Telephone Interview With Tomas Regalado of WRHC Radio in Miami, Florida
August 24, 1985 Mr. Regalado. Good morning, Mr. President.
The President. Good morning, Tomas. It's great to hear your voice again.
The President's Health
Mr. Regalado. Sir, first of all, how do you feel?
The President. I feel just fine. I really do. As a matter of fact, as soon as you and I are finished here, I'm going over and saddle up a horse and take a ride.
Mr. Regalado. Well, Mr. President, we're very glad.
Mr. Regalado. Sir, 2 years ago in the White House, I asked you about the Kennedy-Khrushchev agreement, and you said that as far as you're concerned, that agreement has been abrogated many times by the Russians and Cuba. My question, sir, is are you prepared to denounce that agreement publicly and officially?
The President. Now, are we talking about the agreement of -- did I understand -- of the Kennedy-Khrushchev agreement after the missile crisis in Cuba?
Mr. Regalado. Yes, sir.
The President. Ah. Well, actually, that was an agreement, an informal agreement; it had no legal standing. And it is true that the Soviet Union have observed the most important part, which was not replacing the nuclear missiles in Cuba or having any there. They have observed that. Almost from the beginning, however, there are other facets of that kind of informal agreement that have been violated: the use of Castro's forces throughout the world, such as in Angola and all; his interference in Central America and Latin America in attempts to get overthrows of legitimate, democratic governments and all. So, I don't see where there's any need to take action with regard to that particular agreement, but simply to deal with each issue as it comes up and what they are doing and what they're not doing. And what they're doing with regard to stirring up revolution in Central America is wrong for all the Americas, and I think all of us should oppose it.
Mr. Regalado. Mr. President, as you have said, Castro has been waging war on the U.S. for 26 years, exporting terrorism and suppression in this hemisphere and now trafficking with drugs. Isn't it self-defense to take measures to counter those attacks by Castro?
The President. Yes. And I think we are in dealing with it where he is attacking, such as right now in Nicaragua. We did it before that in El Salvador. When we first came into this administration, the whole question was whether Salvador was going to go Communist. Well, now we have a democracy there. There have been several elections, supervised elections in which we know that they were free of any corruption. Democracy is on the march in other areas, and right now the sore spot is Nicaragua. And we're going to continue our help and support of the freedom fighters.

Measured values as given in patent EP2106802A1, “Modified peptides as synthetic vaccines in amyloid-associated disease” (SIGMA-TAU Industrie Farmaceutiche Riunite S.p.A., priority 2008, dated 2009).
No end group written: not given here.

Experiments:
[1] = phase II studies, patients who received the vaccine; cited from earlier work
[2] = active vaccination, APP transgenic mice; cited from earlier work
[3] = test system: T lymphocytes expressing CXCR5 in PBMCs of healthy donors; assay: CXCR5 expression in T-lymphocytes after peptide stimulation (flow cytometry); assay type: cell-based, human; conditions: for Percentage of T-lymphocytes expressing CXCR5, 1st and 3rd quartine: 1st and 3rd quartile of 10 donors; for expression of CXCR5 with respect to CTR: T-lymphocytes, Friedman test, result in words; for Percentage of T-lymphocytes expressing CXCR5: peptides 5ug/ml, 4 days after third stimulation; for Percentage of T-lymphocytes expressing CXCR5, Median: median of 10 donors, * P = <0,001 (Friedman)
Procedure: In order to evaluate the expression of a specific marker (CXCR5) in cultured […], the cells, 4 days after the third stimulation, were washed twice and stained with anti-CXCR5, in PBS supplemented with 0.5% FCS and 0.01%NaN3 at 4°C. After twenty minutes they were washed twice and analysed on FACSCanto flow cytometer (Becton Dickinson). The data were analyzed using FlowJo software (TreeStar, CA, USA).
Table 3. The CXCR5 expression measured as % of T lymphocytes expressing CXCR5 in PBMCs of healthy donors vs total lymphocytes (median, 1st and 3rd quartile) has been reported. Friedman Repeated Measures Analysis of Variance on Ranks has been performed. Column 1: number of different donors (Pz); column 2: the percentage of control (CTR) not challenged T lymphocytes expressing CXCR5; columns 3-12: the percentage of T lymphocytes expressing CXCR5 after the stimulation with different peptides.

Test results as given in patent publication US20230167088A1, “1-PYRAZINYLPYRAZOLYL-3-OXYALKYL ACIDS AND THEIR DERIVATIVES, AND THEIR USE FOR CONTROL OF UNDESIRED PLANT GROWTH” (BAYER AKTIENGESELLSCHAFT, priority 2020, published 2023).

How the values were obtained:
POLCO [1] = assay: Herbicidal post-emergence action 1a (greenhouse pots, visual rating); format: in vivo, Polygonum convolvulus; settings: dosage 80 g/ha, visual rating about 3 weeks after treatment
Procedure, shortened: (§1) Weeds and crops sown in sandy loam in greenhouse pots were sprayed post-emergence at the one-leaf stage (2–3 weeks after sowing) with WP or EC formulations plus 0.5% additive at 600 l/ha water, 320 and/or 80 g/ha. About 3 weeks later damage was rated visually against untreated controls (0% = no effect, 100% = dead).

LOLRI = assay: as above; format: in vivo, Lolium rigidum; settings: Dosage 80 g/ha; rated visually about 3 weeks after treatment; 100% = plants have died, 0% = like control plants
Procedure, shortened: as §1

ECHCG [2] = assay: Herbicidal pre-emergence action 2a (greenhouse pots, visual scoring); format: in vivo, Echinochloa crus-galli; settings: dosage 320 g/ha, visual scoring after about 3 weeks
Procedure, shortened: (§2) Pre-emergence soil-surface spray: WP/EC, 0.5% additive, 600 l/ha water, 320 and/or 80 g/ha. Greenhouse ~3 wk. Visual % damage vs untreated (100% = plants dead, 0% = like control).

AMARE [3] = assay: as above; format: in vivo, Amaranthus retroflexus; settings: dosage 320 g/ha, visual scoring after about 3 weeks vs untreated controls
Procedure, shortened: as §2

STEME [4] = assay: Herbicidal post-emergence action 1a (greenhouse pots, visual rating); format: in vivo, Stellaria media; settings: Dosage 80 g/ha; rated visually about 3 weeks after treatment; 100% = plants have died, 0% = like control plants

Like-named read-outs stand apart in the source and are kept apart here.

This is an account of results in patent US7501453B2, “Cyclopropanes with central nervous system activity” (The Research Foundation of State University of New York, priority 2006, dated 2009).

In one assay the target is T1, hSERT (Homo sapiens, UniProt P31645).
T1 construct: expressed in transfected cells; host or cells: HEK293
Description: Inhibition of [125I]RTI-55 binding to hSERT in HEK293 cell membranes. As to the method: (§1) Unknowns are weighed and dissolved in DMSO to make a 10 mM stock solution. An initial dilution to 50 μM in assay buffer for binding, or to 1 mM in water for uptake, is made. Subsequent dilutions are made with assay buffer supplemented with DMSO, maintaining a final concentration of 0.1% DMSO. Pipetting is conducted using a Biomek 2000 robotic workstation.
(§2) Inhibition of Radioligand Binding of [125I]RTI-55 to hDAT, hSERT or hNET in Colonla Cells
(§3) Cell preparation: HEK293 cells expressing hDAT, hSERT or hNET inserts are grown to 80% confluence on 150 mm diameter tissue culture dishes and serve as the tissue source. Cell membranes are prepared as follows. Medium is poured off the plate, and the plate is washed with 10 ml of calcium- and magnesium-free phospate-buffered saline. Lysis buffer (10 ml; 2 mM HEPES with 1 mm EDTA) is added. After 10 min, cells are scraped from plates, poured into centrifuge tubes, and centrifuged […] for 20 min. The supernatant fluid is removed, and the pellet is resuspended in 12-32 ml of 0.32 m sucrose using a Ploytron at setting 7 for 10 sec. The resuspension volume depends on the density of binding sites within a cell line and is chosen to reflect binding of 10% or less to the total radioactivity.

Mr. Regalado. Mr. President, by the way, speaking to the OAS in 1982, you said that freedom cannot survive if our neighbors lived in misery and oppression. Can you tell us if the Cubans can expect some kind of help from the United States to seek freedom for Cuba?
The President. We have -- on more than one occasion -- we have heard some proposals from the present Cuban Government about wanting a better relationship and wanting to discuss with us how that could come about. We've responded, and then we've found that, really, they had no concrete proposal. They were offering nothing. I do not believe that armed overthrow is the answer, but I believe that we should continue some of the restraints and restrictions that we have with regard to our relations with Cuba but, at the same time, make it evident that any time that they want to prove by deed, not just word, that they are willing and want to come back to the community of American nations, as they once were, we'd be very happy to help and to help open the door for that. But at the present time, they are openly a satellite of the Soviet Union and taking their orders from the Soviet Union, and we see no opening for us to be of help.
Democracy in Latin America
Mr. Regalado. Mr. President, do you think that when you finish your second term, among your legacy to history will be a Central America and a Caribbean free of communism entirely?
The President. I don't know whether we can accomplish that ``entirely'' -- to qualify that word -- but I think that the progress that is being made in Latin America with regard to democracy is far more outstanding than many of us have realized over these past couple of years. Right now about 50 percent of the people in Latin America live in democracies or in countries that are rapidly moving toward democracy. That has never been true before, and we're going to continue helping in every way we can to keep that trend going. But I think great progress has been made.
Soviet Policies in Latin America
Mr. Regalado. Mr. President, one final question. Would you be discussing the situation on the activities of Cuba and Nicaragua with Mr. Gorbachev in Vienna?
The President. I would think that that subject could very well come up, because, as I view these talks with Mr. Gorbachev and our effort to try and lessen the hostility and see if we can't eliminate some of the suspicion that exists between the two countries there, I think very much that we would point out to him the contrast between our own conduct and what he is doing with regard to the Americas -- or what his country is doing with regard to the Americas -- by way of Cuba principally, and get that out on the table as one of the facets of the relationship that we think stands in the way of any better relationship with the Soviet Union.
Mr. Regalado. Thank you very much, Mr. President.
The President. Well, thank you. Been a pleasure.
Note: The interview was conducted at 9:31 a.m. from the Miami studios of WRHC Radio. The President was at Rancho del Cielo, his ranch near Santa Barbara, CA. A tape was not available for verification of the content of this interview, which was released by the Office of the Press Secretary on August 26.